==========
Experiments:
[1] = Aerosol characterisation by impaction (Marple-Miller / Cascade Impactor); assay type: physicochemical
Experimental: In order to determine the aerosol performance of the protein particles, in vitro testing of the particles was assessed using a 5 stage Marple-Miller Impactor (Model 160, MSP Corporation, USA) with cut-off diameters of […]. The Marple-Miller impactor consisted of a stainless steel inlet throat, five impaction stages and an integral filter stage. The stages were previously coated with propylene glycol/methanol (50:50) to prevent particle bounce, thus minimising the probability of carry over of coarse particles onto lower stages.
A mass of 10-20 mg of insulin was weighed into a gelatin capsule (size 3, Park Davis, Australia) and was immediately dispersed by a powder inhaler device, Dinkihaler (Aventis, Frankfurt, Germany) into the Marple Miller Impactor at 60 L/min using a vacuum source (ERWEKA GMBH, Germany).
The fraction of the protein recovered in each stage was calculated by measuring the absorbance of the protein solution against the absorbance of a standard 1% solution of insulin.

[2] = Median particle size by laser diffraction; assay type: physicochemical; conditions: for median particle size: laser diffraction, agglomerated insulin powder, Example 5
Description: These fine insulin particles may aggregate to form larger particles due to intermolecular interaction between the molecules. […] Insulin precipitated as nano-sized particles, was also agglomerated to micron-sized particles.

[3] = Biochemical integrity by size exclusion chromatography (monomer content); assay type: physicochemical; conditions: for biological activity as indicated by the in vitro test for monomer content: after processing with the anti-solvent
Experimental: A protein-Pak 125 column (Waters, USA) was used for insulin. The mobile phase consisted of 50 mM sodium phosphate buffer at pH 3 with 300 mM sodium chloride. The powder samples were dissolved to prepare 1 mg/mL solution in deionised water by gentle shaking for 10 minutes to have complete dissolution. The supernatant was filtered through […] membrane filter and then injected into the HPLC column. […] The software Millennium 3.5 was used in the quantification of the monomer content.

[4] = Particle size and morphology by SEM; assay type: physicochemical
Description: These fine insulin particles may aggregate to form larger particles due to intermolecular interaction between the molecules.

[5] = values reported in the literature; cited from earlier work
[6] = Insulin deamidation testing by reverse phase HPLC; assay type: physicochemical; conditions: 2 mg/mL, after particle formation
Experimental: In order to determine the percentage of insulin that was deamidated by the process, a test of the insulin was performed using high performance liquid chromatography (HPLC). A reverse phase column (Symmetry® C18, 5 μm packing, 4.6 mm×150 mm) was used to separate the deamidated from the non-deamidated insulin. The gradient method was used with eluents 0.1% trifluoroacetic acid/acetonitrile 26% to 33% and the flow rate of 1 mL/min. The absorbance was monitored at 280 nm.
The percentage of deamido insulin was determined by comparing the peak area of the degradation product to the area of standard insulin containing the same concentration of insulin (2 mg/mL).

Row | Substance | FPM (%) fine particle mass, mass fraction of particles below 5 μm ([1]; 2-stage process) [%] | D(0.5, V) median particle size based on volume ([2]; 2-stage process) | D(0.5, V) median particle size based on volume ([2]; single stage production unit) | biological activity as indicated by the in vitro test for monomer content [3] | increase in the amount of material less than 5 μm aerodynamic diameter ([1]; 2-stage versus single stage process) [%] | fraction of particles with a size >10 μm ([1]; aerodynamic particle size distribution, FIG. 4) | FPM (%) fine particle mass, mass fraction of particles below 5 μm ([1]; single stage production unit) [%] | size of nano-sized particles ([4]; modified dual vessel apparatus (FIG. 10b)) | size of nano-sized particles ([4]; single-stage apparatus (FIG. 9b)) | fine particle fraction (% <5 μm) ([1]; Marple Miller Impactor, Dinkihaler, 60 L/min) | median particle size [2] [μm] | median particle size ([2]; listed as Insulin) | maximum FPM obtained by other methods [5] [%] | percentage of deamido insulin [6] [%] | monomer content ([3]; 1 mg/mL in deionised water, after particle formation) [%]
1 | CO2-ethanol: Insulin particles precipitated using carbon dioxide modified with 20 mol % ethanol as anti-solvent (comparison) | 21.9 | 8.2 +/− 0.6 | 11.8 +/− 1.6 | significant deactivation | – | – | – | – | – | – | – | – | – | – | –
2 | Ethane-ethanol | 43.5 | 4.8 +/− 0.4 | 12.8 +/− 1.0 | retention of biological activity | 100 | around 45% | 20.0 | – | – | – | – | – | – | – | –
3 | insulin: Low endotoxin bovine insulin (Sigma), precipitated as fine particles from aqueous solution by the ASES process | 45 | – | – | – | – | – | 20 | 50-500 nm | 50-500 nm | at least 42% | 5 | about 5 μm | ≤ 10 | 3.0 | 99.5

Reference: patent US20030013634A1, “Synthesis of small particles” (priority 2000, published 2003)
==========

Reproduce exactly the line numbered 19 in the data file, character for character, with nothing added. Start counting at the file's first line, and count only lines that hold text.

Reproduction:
3 | insulin: Low endotoxin bovine insulin (Sigma), precipitated as fine particles from aqueous solution by the ASES process | 45 | – | – | – | – | – | 20 | 50-500 nm | 50-500 nm | at least 42% | 5 | about 5 μm | ≤ 10 | 3.0 | 99.5